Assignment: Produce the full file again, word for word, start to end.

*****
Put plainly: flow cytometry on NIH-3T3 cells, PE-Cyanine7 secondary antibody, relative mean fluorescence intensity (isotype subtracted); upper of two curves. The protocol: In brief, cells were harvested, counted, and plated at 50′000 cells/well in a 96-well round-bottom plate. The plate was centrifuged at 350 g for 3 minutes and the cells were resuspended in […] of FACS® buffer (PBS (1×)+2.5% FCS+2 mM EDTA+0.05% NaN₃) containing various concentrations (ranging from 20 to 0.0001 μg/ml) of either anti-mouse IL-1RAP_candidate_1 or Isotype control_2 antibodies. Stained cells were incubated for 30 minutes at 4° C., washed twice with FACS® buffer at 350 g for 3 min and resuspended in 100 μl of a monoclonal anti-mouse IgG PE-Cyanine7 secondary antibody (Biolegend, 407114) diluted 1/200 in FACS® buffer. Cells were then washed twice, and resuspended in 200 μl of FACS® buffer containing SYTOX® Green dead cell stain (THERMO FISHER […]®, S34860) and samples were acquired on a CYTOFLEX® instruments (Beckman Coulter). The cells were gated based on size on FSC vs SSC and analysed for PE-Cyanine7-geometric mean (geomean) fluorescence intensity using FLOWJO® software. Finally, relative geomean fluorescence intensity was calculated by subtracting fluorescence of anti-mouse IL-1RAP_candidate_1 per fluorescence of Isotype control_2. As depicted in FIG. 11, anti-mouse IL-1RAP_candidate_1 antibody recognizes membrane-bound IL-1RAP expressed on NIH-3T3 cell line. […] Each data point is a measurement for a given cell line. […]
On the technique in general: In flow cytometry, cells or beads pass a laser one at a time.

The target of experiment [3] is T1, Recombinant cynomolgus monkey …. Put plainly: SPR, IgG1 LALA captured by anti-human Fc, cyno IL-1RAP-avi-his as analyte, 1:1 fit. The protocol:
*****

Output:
Put plainly: flow cytometry on NIH-3T3 cells, PE-Cyanine7 secondary antibody, relative mean fluorescence intensity (isotype subtracted); upper of two curves. The protocol: In brief, cells were harvested, counted, and plated at 50′000 cells/well in a 96-well round-bottom plate. The plate was centrifuged at 350 g for 3 minutes and the cells were resuspended in […] of FACS® buffer (PBS (1×)+2.5% FCS+2 mM EDTA+0.05% NaN₃) containing various concentrations (ranging from 20 to 0.0001 μg/ml) of either anti-mouse IL-1RAP_candidate_1 or Isotype control_2 antibodies. Stained cells were incubated for 30 minutes at 4° C., washed twice with FACS® buffer at 350 g for 3 min and resuspended in 100 μl of a monoclonal anti-mouse IgG PE-Cyanine7 secondary antibody (Biolegend, 407114) diluted 1/200 in FACS® buffer. Cells were then washed twice, and resuspended in 200 μl of FACS® buffer containing SYTOX® Green dead cell stain (THERMO FISHER […]®, S34860) and samples were acquired on a CYTOFLEX® instruments (Beckman Coulter). The cells were gated based on size on FSC vs SSC and analysed for PE-Cyanine7-geometric mean (geomean) fluorescence intensity using FLOWJO® software. Finally, relative geomean fluorescence intensity was calculated by subtracting fluorescence of anti-mouse IL-1RAP_candidate_1 per fluorescence of Isotype control_2. As depicted in FIG. 11, anti-mouse IL-1RAP_candidate_1 antibody recognizes membrane-bound IL-1RAP expressed on NIH-3T3 cell line. […] Each data point is a measurement for a given cell line. […]
On the technique in general: In flow cytometry, cells or beads pass a laser one at a time.

The target of experiment [3] is T1, Recombinant cynomolgus monkey …. Put plainly: SPR, IgG1 LALA captured by anti-human Fc, cyno IL-1RAP-avi-his as analyte, 1:1 fit. The protocol: